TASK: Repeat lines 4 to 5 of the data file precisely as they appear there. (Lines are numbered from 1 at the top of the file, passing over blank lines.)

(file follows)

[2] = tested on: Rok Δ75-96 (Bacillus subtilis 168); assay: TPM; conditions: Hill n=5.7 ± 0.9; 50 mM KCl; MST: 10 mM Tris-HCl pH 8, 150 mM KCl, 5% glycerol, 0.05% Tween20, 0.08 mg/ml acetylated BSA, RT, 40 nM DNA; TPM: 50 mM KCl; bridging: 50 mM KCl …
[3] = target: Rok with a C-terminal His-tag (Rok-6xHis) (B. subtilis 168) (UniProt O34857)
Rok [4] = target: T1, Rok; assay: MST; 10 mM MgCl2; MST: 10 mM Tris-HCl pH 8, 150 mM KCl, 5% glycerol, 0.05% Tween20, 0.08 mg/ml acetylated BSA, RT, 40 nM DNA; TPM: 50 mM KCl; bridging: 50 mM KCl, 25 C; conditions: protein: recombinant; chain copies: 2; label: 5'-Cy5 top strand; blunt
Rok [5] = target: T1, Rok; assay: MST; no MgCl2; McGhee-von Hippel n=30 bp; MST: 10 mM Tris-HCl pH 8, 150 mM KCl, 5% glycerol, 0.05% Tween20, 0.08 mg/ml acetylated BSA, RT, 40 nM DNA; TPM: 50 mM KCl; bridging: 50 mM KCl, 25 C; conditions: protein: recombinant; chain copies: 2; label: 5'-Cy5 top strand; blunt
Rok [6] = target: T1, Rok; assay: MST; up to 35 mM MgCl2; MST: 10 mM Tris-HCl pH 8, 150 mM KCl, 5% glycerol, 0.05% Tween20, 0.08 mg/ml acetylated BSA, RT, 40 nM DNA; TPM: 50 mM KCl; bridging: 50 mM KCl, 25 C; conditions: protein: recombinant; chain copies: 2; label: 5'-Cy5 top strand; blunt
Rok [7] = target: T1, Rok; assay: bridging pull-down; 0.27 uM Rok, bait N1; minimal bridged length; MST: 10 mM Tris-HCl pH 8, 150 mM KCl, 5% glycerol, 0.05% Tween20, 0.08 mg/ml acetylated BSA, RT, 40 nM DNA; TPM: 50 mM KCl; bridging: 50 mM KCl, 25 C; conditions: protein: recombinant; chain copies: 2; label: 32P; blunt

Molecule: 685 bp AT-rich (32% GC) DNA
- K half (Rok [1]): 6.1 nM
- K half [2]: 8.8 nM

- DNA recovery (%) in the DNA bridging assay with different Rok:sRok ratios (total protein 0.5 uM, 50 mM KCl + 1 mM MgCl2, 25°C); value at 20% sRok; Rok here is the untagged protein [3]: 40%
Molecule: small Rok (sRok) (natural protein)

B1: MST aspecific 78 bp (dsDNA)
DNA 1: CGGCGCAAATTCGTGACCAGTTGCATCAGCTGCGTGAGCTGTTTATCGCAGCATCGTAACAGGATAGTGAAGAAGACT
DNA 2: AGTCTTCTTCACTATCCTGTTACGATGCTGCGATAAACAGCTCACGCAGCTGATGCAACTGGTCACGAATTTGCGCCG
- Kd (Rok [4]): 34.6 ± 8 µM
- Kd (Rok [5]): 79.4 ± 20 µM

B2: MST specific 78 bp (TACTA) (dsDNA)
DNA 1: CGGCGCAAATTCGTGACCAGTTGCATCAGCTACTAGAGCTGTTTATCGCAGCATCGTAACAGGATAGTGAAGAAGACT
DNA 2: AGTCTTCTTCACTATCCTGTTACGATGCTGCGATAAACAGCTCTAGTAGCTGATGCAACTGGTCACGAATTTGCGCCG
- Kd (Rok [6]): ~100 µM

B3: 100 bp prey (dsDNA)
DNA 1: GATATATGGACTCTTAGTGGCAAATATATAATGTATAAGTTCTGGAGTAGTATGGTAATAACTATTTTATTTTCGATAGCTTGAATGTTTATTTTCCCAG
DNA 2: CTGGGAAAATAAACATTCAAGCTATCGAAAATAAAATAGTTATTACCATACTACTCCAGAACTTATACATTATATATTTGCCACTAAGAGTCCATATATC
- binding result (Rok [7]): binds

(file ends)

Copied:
Rok [5] = target: T1, Rok; assay: MST; no MgCl2; McGhee-von Hippel n=30 bp; MST: 10 mM Tris-HCl pH 8, 150 mM KCl, 5% glycerol, 0.05% Tween20, 0.08 mg/ml acetylated BSA, RT, 40 nM DNA; TPM: 50 mM KCl; bridging: 50 mM KCl, 25 C; conditions: protein: recombinant; chain copies: 2; label: 5'-Cy5 top strand; blunt
Rok [6] = target: T1, Rok; assay: MST; up to 35 mM MgCl2; MST: 10 mM Tris-HCl pH 8, 150 mM KCl, 5% glycerol, 0.05% Tween20, 0.08 mg/ml acetylated BSA, RT, 40 nM DNA; TPM: 50 mM KCl; bridging: 50 mM KCl, 25 C; conditions: protein: recombinant; chain copies: 2; label: 5'-Cy5 top strand; blunt